Last week saw the publication of the final report by the Commission on the Future of Health and Social Care in England and the Integrated Personal Commissioning Prospectus along with Getting serious about personalisation in the NHS. A common theme is the need for a sea change in how health and social care is delivered.
Amongst many important proposals I was pleased to see a focus on personalised care and support planning as a key means through which people can be full partners with health and care professionals. The proposals also included advocacy, peer support and brokerage as well as the option of a personal budget for those who would benefit and want one.
More people than ever before within the health and care system now recognise that in order to improve the lives of people with long-term conditions a major re-think of our current approach is required. This will mean many changes across the entire health and care system. For instance, it will mean a change to GP consultations, changing how our clinicians and professionals are trained, changing the support that people have access to, including for carers and family members.
People with long-term conditions often spend just a few hours a year with health and care professionals, and mostly manage their conditions themselves. The health and care system must therefore support individuals to develop the knowledge, skills and confidence to manage their own health and care, and to support one another in the context of their wider families and communities.
Over recent years there has been a wide range of initiatives aimed to help make the shift we want to see. What we need now is action to forge connections across the health and care system to make these initiatives a success and at the same time put more power behind them. Our coalition is developing plans to support all those in the health and social care system who are determined to make person centred care and support a reality – both professionals and people using health and social care.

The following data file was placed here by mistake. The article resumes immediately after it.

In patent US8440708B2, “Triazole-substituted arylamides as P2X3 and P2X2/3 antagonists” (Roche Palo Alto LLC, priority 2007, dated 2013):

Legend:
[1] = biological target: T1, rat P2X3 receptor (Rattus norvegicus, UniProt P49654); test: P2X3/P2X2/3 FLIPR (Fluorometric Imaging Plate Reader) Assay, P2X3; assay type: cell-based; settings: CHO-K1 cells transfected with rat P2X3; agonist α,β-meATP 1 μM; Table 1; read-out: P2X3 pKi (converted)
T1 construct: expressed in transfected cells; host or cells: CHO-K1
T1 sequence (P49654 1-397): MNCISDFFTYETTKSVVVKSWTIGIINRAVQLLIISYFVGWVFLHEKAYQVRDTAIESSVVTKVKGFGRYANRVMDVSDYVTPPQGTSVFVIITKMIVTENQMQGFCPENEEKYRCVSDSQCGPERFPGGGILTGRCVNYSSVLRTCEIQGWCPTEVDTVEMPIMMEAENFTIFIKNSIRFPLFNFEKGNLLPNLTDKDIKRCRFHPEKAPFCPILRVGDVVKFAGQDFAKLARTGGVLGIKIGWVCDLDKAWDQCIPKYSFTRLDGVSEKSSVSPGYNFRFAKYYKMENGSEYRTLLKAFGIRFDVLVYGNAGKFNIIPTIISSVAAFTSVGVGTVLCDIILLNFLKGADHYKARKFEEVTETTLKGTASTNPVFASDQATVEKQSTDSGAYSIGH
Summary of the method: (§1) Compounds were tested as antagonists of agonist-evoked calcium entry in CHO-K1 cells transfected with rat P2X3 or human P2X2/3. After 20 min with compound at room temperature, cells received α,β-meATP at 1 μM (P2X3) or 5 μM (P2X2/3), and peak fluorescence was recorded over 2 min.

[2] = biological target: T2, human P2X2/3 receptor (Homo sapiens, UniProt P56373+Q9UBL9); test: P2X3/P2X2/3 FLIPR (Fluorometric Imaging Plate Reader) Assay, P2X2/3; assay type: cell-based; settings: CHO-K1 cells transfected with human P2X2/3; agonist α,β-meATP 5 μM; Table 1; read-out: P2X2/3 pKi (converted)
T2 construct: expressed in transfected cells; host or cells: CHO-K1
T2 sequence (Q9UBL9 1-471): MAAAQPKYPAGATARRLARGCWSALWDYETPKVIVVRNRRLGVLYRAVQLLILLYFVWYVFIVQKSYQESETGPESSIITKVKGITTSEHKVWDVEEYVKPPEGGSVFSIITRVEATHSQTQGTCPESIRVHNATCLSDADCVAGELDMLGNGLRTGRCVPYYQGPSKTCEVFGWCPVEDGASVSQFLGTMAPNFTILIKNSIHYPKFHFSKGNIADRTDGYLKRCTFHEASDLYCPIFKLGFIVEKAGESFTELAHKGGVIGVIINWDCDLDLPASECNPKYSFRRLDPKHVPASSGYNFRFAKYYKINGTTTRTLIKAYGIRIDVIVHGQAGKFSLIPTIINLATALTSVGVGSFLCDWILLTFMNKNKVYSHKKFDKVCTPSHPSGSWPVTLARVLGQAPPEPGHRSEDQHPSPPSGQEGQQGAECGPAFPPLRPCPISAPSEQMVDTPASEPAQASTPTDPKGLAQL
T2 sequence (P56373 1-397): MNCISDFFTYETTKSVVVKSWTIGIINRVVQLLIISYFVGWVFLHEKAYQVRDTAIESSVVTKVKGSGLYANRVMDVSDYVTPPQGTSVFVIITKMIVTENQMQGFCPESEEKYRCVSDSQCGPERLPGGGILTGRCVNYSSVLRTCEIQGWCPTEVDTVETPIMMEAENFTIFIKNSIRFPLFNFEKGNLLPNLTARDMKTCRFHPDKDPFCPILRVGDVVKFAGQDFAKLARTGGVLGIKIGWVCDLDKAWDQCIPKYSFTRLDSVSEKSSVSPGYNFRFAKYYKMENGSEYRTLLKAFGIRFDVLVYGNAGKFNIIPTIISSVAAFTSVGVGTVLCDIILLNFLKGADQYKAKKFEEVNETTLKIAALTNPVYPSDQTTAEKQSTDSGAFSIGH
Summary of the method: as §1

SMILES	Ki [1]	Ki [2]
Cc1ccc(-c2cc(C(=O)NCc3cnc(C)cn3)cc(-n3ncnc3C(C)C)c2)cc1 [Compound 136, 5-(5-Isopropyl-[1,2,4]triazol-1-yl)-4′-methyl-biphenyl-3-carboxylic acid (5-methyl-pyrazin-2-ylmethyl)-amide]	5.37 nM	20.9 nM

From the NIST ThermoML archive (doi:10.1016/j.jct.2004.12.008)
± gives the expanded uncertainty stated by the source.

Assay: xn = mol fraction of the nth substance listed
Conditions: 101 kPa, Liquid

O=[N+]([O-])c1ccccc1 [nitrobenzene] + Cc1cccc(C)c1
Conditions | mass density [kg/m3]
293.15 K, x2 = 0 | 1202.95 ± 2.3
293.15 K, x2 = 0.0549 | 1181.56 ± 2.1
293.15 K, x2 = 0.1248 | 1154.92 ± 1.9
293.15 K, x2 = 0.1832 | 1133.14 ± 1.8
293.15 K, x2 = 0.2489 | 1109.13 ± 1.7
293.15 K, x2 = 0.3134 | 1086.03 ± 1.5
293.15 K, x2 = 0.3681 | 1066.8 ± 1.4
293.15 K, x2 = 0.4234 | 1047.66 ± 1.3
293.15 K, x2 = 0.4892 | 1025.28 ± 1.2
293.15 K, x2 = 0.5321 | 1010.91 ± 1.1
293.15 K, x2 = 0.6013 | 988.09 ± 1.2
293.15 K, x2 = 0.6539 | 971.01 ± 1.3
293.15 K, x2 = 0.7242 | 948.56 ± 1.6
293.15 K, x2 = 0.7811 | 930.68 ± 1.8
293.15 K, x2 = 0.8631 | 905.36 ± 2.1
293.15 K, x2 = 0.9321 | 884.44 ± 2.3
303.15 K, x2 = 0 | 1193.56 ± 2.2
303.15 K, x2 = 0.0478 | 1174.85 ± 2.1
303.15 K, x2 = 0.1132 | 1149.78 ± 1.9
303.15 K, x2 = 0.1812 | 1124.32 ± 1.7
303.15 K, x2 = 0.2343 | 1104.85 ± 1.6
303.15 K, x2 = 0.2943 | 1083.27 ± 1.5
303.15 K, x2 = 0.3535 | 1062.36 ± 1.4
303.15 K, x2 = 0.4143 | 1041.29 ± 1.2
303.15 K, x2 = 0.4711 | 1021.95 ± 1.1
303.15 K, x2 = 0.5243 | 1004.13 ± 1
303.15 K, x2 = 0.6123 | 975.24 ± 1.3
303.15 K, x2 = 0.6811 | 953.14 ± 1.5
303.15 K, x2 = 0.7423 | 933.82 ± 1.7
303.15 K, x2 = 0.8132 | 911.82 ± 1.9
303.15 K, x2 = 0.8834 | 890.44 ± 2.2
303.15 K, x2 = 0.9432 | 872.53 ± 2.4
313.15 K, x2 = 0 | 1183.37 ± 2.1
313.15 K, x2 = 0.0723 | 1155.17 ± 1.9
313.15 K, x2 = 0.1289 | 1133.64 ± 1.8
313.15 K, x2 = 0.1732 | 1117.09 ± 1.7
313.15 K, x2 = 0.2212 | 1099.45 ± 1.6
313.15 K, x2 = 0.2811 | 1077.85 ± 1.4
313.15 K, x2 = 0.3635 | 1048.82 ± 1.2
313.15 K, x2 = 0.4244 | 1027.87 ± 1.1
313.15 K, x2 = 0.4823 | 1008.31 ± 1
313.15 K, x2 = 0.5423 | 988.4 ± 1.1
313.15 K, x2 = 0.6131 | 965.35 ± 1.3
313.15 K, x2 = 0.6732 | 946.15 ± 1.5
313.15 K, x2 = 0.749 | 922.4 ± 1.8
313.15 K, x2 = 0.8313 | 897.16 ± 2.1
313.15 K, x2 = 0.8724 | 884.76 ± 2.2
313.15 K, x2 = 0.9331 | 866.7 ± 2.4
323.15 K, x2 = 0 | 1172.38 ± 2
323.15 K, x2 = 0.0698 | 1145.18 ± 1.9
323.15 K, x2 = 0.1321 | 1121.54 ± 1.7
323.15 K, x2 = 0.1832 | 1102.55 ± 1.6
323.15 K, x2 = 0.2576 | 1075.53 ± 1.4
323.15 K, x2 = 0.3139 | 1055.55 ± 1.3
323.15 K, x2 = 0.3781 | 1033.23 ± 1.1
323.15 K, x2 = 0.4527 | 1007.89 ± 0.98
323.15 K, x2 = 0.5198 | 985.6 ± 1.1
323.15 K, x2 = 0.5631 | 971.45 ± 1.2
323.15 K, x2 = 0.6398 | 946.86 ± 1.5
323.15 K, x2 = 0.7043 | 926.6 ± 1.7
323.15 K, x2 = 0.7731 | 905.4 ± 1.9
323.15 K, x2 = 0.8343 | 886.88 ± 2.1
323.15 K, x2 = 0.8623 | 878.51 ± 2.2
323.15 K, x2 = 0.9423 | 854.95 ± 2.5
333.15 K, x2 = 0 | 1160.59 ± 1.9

People using public services increasingly want to shape and steer them so that the support received fits with their individual lives and goals. This support should build on rather than replace their own resources and connections in their communities. Pioneering professionals are supporting these shifts by working in partnership with these people not just delivering to them because this approach is more effective, efficient and rewarding.
This change is not easy. Organisations and cultures do not shift quickly and this is why we need a coalition of partner organisations and individuals to help make a faster and deeper change towards more collaborative, person-centred care. For me, it is only through partnership, placing people at the centre and working with key organisations, professional groups and policy-makers that systems and cultures can achieve significant change.
That is why we want to create the conditions for change in policy and delivery and also offer help and support to the ‘doers’ out there who are making a change to their lives and their practice. Core to our work will be the leadership of people using the care and support system – experts by experience. They will co-produce our work programme, be represented in all our decision making and help deliver the work of the coalition. Over the next few months we will be setting out our vision and our practical commitments.
Martin Routledge is the new director of the team supporting The Coalition for Collaborative Care.